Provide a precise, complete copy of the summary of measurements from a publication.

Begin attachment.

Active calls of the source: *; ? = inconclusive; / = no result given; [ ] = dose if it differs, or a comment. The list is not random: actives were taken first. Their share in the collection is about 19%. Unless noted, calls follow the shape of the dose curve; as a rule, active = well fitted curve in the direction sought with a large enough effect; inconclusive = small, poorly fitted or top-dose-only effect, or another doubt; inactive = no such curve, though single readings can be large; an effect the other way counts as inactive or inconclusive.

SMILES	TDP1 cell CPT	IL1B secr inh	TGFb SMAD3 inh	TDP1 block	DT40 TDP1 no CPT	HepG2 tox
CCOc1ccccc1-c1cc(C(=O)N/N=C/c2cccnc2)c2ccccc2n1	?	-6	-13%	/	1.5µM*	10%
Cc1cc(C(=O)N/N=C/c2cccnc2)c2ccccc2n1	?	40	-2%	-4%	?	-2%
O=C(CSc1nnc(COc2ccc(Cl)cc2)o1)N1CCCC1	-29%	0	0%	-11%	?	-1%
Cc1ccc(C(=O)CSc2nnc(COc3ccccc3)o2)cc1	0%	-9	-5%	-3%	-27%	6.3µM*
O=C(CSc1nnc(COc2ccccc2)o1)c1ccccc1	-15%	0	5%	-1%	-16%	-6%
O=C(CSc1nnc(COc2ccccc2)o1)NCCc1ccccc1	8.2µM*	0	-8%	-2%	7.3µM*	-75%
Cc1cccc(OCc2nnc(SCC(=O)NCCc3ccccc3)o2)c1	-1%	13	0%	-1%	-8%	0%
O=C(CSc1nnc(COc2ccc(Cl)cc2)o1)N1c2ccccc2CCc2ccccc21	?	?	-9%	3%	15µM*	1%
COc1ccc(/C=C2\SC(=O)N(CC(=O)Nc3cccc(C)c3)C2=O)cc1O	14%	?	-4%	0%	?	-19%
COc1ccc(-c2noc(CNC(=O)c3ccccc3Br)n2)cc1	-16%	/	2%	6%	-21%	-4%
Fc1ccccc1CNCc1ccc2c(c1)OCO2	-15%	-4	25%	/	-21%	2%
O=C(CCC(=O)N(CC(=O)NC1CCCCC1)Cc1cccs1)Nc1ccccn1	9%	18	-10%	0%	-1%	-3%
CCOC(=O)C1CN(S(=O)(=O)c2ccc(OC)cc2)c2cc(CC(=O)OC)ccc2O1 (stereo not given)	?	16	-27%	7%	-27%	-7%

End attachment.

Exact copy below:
Active calls of the source: *; ? = inconclusive; / = no result given; [ ] = dose if it differs, or a comment. The list is not random: actives were taken first. Their share in the collection is about 19%. Unless noted, calls follow the shape of the dose curve; as a rule, active = well fitted curve in the direction sought with a large enough effect; inconclusive = small, poorly fitted or top-dose-only effect, or another doubt; inactive = no such curve, though single readings can be large; an effect the other way counts as inactive or inconclusive.

SMILES	TDP1 cell CPT	IL1B secr inh	TGFb SMAD3 inh	TDP1 block	DT40 TDP1 no CPT	HepG2 tox
CCOc1ccccc1-c1cc(C(=O)N/N=C/c2cccnc2)c2ccccc2n1	?	-6	-13%	/	1.5µM*	10%
Cc1cc(C(=O)N/N=C/c2cccnc2)c2ccccc2n1	?	40	-2%	-4%	?	-2%
O=C(CSc1nnc(COc2ccc(Cl)cc2)o1)N1CCCC1	-29%	0	0%	-11%	?	-1%
Cc1ccc(C(=O)CSc2nnc(COc3ccccc3)o2)cc1	0%	-9	-5%	-3%	-27%	6.3µM*
O=C(CSc1nnc(COc2ccccc2)o1)c1ccccc1	-15%	0	5%	-1%	-16%	-6%
O=C(CSc1nnc(COc2ccccc2)o1)NCCc1ccccc1	8.2µM*	0	-8%	-2%	7.3µM*	-75%
Cc1cccc(OCc2nnc(SCC(=O)NCCc3ccccc3)o2)c1	-1%	13	0%	-1%	-8%	0%
O=C(CSc1nnc(COc2ccc(Cl)cc2)o1)N1c2ccccc2CCc2ccccc21	?	?	-9%	3%	15µM*	1%
COc1ccc(/C=C2\SC(=O)N(CC(=O)Nc3cccc(C)c3)C2=O)cc1O	14%	?	-4%	0%	?	-19%
COc1ccc(-c2noc(CNC(=O)c3ccccc3Br)n2)cc1	-16%	/	2%	6%	-21%	-4%
Fc1ccccc1CNCc1ccc2c(c1)OCO2	-15%	-4	25%	/	-21%	2%
O=C(CCC(=O)N(CC(=O)NC1CCCCC1)Cc1cccs1)Nc1ccccn1	9%	18	-10%	0%	-1%	-3%
CCOC(=O)C1CN(S(=O)(=O)c2ccc(OC)cc2)c2cc(CC(=O)OC)ccc2O1 (stereo not given)	?	16	-27%	7%	-27%	-7%